Bric-a-brac is generally unfashionable now. Designers see apartments full of amusing memorabilia – the matchboxes from Berlin, the Soweto tin car, all the stuff that children love – as dust-gathering and space-consuming. We no longer respect the Cabinet of Wonders as a guiding principle of decoration. So we lose forever the pleasure known to humanity for 500 years of taking a stroll up and down the aisles of someone else’s brain by perusing their bookshelves. Gone will be the guilty joy of spending a rainy afternoon at a cottage with the remnants of someone else’s childhood: their Nancy Drews, their 1970s National Geographics. Without bookshelves, you will never know the warning signs contained in the e-reader of your handsome date – you will not know for months that he is reading The Secret and Feng Shui for Dummies, even if you stay over. You will never be able to ask, as casually as you can, “Did you like this?” as you pull down, as if fascinated, Patrick Swayze’s autobiography.

hopefully that gives you some food for thought! share any great quotes you've stumbled upon lately in the comments.

to end off, a lot of people ask me how i find all of these awesome things on the internet, and wonder if i spend every waking minute of the day online simply googling "awesome things." sadly, it is not that simple and i really don't spend that much time in front of my computer. thanks to people i know both in real life and online, we share our favourite things with each other via emails, our livejournals, our tumblrs and our blogs. (unimportant sidenote: i know lots of people would argue that lj, tumblr and blogs are all "blogs" but i always feel the need to differentiate) and since most of these quotes came to my attention via some of these wonderful people i will give you some links so you can cut out the middle (wo)man! i'm posting their tumblrs because those are their most public places and where they most often share awesome quotes like the aforementioned ones.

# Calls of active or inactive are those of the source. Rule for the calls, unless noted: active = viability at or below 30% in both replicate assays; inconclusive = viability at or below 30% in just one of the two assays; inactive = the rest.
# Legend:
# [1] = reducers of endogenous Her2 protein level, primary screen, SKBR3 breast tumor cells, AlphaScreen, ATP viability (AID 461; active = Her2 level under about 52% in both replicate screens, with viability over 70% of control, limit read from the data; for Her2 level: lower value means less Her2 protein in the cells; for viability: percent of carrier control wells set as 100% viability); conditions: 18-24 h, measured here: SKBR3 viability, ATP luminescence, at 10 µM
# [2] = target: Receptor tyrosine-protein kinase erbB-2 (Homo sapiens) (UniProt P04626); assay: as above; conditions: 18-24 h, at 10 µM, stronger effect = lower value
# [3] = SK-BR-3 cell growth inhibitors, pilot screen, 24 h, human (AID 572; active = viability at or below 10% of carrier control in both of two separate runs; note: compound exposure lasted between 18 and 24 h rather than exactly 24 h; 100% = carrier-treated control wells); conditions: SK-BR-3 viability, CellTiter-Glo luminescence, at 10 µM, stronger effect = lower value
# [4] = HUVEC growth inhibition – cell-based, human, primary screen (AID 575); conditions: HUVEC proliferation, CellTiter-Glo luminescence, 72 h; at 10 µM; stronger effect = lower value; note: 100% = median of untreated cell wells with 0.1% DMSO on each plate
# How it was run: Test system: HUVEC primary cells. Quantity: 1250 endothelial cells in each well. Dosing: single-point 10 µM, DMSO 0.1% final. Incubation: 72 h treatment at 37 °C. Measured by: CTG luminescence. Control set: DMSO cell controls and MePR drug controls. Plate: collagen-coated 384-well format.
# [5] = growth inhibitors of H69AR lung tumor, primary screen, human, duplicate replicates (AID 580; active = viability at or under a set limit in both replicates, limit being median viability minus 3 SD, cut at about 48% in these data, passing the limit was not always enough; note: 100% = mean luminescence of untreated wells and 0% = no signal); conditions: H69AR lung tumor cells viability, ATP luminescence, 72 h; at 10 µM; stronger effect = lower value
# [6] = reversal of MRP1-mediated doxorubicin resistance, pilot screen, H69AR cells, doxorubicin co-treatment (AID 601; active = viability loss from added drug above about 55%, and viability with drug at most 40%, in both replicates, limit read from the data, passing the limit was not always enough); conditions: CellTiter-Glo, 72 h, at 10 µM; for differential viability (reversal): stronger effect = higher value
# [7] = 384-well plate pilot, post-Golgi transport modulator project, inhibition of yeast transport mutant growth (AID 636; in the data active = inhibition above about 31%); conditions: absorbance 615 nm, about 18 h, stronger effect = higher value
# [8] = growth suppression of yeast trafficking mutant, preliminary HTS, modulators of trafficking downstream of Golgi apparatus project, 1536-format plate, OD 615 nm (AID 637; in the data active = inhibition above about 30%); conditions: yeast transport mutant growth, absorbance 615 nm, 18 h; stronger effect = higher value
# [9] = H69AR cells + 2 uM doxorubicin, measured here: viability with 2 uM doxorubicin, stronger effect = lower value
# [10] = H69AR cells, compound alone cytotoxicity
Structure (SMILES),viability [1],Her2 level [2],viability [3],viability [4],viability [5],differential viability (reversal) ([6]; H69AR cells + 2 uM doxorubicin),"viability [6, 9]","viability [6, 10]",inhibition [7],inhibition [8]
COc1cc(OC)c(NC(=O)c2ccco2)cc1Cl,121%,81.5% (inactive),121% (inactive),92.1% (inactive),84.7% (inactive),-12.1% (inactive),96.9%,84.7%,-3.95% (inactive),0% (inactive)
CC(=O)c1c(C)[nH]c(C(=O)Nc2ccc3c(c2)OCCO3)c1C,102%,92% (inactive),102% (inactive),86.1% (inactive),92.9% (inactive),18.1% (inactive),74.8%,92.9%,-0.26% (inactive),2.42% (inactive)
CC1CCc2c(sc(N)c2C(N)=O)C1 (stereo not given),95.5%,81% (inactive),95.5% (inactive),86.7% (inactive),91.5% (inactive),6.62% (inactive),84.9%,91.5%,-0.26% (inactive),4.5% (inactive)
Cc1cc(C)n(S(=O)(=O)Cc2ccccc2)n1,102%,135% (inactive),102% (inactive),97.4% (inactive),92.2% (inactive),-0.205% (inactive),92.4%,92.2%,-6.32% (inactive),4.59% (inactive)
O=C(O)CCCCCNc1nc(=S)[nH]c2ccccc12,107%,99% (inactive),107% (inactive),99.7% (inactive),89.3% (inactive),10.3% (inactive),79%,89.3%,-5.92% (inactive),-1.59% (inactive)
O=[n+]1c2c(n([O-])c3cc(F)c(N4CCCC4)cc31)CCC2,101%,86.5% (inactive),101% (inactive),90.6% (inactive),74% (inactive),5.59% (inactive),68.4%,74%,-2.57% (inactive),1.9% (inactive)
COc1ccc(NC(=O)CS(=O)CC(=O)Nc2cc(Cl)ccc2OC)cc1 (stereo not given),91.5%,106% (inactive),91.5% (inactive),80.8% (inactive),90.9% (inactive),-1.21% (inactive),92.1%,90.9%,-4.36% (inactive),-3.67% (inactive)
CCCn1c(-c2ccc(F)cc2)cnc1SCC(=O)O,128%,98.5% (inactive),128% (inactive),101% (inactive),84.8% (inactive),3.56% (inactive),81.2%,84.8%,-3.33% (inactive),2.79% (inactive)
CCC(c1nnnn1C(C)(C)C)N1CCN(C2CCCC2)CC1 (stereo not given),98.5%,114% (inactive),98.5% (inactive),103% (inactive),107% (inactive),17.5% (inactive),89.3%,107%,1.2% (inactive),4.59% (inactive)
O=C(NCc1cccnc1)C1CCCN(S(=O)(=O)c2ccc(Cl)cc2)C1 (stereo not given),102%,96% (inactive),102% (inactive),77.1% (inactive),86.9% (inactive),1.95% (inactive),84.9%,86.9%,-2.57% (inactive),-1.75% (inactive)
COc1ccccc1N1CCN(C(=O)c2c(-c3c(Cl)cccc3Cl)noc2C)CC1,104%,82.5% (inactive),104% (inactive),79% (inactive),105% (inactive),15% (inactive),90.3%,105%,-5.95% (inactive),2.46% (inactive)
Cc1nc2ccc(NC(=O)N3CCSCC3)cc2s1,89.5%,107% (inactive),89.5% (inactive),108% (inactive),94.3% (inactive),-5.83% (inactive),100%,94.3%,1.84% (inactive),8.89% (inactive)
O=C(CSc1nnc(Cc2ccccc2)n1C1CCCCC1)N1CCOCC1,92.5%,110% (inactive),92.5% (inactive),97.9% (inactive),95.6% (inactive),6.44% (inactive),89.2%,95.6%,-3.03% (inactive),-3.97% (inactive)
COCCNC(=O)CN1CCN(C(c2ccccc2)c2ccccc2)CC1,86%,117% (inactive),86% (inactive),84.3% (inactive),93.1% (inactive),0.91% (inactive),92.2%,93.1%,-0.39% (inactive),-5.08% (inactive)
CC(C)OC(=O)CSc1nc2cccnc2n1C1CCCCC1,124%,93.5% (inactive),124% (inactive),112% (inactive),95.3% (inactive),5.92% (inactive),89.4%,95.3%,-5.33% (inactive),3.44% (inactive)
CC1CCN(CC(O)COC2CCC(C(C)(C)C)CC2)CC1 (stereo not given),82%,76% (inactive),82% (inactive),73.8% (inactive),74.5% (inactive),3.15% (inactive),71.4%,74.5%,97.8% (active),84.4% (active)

iris said...

though, i would read patrick swayze's autobiography, likely.

Andi B. Goode said...

Love this post. I especially like the quote about bric-a-brac (so true!) and the anonymous one from genderfork. I can't think of any quotes that I've liked lately...but I think I should start saving some.
-Andi x

julia aka garconniere said...

iris: i totally went through an autobiography phase a few years back; esther williams, liv ullman, charlie chaplin. it's even more fun when you read their autobiography and then the unauthorized biographies. like, charlie chaplin never really even mentions sex in his and he is notorious for his adventures!

andi: lately i feel like quotes have been replacing the solidarity and support i found in livejournal community comments since they've been dwindling. sometimes it's just really nice to know that you're not alone in feeling how you feel, and lately books and theory have been providing that for me.